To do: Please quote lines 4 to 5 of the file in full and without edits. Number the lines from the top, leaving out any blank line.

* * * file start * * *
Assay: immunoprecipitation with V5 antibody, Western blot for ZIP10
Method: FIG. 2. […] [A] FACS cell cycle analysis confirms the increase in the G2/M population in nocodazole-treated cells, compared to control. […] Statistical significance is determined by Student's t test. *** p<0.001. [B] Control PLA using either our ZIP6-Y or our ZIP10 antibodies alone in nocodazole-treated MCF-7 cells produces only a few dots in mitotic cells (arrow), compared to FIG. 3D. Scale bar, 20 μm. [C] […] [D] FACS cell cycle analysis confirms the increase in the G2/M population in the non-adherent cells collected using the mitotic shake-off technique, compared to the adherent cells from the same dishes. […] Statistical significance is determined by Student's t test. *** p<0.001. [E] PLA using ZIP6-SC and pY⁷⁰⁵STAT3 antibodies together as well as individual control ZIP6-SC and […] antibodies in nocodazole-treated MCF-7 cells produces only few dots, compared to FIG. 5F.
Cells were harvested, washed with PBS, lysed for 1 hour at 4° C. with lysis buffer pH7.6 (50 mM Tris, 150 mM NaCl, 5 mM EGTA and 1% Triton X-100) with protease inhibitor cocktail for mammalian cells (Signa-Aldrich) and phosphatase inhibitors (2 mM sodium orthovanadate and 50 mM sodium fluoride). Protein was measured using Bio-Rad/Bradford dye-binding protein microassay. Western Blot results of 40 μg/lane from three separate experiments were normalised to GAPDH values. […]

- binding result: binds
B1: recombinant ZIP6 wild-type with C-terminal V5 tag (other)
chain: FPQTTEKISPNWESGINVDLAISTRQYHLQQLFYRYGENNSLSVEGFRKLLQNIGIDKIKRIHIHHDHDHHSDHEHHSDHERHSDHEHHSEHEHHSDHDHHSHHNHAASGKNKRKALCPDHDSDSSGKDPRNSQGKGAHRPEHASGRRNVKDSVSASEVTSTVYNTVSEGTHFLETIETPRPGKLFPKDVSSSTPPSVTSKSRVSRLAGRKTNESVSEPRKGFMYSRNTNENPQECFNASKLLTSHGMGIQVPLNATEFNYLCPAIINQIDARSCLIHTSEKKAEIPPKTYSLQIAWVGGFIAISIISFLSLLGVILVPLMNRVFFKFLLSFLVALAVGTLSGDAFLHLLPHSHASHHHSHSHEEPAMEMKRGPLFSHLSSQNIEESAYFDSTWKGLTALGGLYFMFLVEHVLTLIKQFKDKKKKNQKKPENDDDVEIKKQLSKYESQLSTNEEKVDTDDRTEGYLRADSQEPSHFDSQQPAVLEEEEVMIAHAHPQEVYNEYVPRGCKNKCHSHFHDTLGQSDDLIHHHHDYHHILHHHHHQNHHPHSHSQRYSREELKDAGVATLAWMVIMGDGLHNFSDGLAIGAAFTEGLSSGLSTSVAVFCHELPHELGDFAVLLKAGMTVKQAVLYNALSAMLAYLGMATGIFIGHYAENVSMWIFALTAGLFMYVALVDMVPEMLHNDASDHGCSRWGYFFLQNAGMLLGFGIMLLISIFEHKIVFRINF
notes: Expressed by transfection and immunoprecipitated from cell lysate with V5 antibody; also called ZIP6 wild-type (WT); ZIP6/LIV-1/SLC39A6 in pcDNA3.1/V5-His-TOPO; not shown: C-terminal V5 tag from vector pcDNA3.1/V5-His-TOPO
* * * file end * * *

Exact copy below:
- binding result: binds
B1: recombinant ZIP6 wild-type with C-terminal V5 tag (other)